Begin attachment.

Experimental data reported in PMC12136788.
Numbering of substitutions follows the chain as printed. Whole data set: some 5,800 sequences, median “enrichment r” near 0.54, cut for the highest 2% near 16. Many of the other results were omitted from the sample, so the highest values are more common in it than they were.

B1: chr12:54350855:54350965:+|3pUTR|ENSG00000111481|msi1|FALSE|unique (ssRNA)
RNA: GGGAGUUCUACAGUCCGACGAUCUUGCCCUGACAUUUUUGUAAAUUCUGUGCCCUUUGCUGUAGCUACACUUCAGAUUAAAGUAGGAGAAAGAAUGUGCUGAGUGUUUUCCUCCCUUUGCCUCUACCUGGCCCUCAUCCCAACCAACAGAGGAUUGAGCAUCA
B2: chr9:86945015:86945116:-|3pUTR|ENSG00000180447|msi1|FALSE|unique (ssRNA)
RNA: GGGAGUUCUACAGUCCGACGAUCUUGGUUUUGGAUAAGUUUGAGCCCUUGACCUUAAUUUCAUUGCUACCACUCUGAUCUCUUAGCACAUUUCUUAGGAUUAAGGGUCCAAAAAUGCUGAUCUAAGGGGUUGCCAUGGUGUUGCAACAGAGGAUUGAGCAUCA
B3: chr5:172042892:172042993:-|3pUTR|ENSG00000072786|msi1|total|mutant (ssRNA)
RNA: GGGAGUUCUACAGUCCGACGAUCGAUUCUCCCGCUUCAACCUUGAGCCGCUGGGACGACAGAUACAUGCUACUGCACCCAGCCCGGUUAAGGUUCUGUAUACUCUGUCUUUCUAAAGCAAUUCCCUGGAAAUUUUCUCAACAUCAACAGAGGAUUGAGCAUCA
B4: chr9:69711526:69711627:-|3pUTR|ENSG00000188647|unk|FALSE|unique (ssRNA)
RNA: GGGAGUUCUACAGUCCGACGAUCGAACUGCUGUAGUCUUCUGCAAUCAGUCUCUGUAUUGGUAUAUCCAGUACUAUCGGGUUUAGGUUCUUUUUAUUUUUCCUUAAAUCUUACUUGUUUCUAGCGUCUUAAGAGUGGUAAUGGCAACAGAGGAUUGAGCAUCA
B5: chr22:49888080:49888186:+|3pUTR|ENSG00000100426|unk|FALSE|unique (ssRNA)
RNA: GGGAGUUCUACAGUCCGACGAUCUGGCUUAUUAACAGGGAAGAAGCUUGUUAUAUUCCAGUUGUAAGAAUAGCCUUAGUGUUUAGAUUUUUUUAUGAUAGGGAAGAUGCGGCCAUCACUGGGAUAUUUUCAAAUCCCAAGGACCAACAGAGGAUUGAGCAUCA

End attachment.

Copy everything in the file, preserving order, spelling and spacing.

Experimental data reported in PMC12136788.
Numbering of substitutions follows the chain as printed. Whole data set: some 5,800 sequences, median “enrichment r” near 0.54, cut for the highest 2% near 16. Many of the other results were omitted from the sample, so the highest values are more common in it than they were.

B1: chr12:54350855:54350965:+|3pUTR|ENSG00000111481|msi1|FALSE|unique (ssRNA)
RNA: GGGAGUUCUACAGUCCGACGAUCUUGCCCUGACAUUUUUGUAAAUUCUGUGCCCUUUGCUGUAGCUACACUUCAGAUUAAAGUAGGAGAAAGAAUGUGCUGAGUGUUUUCCUCCCUUUGCCUCUACCUGGCCCUCAUCCCAACCAACAGAGGAUUGAGCAUCA
B2: chr9:86945015:86945116:-|3pUTR|ENSG00000180447|msi1|FALSE|unique (ssRNA)
RNA: GGGAGUUCUACAGUCCGACGAUCUUGGUUUUGGAUAAGUUUGAGCCCUUGACCUUAAUUUCAUUGCUACCACUCUGAUCUCUUAGCACAUUUCUUAGGAUUAAGGGUCCAAAAAUGCUGAUCUAAGGGGUUGCCAUGGUGUUGCAACAGAGGAUUGAGCAUCA
B3: chr5:172042892:172042993:-|3pUTR|ENSG00000072786|msi1|total|mutant (ssRNA)
RNA: GGGAGUUCUACAGUCCGACGAUCGAUUCUCCCGCUUCAACCUUGAGCCGCUGGGACGACAGAUACAUGCUACUGCACCCAGCCCGGUUAAGGUUCUGUAUACUCUGUCUUUCUAAAGCAAUUCCCUGGAAAUUUUCUCAACAUCAACAGAGGAUUGAGCAUCA
B4: chr9:69711526:69711627:-|3pUTR|ENSG00000188647|unk|FALSE|unique (ssRNA)
RNA: GGGAGUUCUACAGUCCGACGAUCGAACUGCUGUAGUCUUCUGCAAUCAGUCUCUGUAUUGGUAUAUCCAGUACUAUCGGGUUUAGGUUCUUUUUAUUUUUCCUUAAAUCUUACUUGUUUCUAGCGUCUUAAGAGUGGUAAUGGCAACAGAGGAUUGAGCAUCA
B5: chr22:49888080:49888186:+|3pUTR|ENSG00000100426|unk|FALSE|unique (ssRNA)
RNA: GGGAGUUCUACAGUCCGACGAUCUGGCUUAUUAACAGGGAAGAAGCUUGUUAUAUUCCAGUUGUAAGAAUAGCCUUAGUGUUUAGAUUUUUUUAUGAUAGGGAAGAUGCGGCCAUCACUGGGAUAUUUUCAAAUCCCAAGGACCAACAGAGGAUUGAGCAUCA